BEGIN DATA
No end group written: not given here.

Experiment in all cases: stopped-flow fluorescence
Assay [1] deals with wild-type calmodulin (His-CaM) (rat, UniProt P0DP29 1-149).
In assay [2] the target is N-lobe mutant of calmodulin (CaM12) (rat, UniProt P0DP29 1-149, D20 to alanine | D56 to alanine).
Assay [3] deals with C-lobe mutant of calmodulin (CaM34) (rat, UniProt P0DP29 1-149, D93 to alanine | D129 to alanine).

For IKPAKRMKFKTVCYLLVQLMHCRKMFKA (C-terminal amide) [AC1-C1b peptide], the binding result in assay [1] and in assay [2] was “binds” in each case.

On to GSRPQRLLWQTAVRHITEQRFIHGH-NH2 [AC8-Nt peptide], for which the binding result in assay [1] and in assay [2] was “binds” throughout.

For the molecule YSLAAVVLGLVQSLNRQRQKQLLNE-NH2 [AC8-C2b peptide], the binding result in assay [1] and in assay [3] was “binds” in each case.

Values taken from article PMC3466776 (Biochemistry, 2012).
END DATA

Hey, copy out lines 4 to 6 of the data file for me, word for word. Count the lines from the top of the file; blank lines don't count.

In assay [2] the target is N-lobe mutant of calmodulin (CaM12) (rat, UniProt P0DP29 1-149, D20 to alanine | D56 to alanine).
Assay [3] deals with C-lobe mutant of calmodulin (CaM34) (rat, UniProt P0DP29 1-149, D93 to alanine | D129 to alanine).

For IKPAKRMKFKTVCYLLVQLMHCRKMFKA (C-terminal amide) [AC1-C1b peptide], the binding result in assay [1] and in assay [2] was “binds” in each case.